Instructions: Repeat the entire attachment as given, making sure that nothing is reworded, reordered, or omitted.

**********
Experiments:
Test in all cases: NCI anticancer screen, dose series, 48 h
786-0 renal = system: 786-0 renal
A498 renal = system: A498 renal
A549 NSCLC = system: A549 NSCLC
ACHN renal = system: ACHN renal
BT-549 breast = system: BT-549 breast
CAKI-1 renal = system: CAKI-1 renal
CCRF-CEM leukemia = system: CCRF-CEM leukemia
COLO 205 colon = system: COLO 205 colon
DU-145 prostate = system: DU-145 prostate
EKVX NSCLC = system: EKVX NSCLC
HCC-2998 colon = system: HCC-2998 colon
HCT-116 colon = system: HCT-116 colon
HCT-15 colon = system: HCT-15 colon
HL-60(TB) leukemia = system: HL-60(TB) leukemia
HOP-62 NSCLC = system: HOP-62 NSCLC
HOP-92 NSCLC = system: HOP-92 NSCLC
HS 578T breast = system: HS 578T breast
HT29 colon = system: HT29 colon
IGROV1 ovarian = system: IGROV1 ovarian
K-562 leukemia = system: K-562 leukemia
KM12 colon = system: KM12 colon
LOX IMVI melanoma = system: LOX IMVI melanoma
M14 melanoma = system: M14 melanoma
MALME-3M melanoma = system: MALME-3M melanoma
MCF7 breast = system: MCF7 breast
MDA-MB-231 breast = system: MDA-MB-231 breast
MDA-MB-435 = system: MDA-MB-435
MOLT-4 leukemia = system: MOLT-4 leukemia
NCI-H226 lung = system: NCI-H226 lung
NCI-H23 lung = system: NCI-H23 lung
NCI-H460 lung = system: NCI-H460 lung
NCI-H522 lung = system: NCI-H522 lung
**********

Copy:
Experiments:
Test in all cases: NCI anticancer screen, dose series, 48 h
786-0 renal = system: 786-0 renal
A498 renal = system: A498 renal
A549 NSCLC = system: A549 NSCLC
ACHN renal = system: ACHN renal
BT-549 breast = system: BT-549 breast
CAKI-1 renal = system: CAKI-1 renal
CCRF-CEM leukemia = system: CCRF-CEM leukemia
COLO 205 colon = system: COLO 205 colon
DU-145 prostate = system: DU-145 prostate
EKVX NSCLC = system: EKVX NSCLC
HCC-2998 colon = system: HCC-2998 colon
HCT-116 colon = system: HCT-116 colon
HCT-15 colon = system: HCT-15 colon
HL-60(TB) leukemia = system: HL-60(TB) leukemia
HOP-62 NSCLC = system: HOP-62 NSCLC
HOP-92 NSCLC = system: HOP-92 NSCLC
HS 578T breast = system: HS 578T breast
HT29 colon = system: HT29 colon
IGROV1 ovarian = system: IGROV1 ovarian
K-562 leukemia = system: K-562 leukemia
KM12 colon = system: KM12 colon
LOX IMVI melanoma = system: LOX IMVI melanoma
M14 melanoma = system: M14 melanoma
MALME-3M melanoma = system: MALME-3M melanoma
MCF7 breast = system: MCF7 breast
MDA-MB-231 breast = system: MDA-MB-231 breast
MDA-MB-435 = system: MDA-MB-435
MOLT-4 leukemia = system: MOLT-4 leukemia
NCI-H226 lung = system: NCI-H226 lung
NCI-H23 lung = system: NCI-H23 lung
NCI-H460 lung = system: NCI-H460 lung
NCI-H522 lung = system: NCI-H522 lung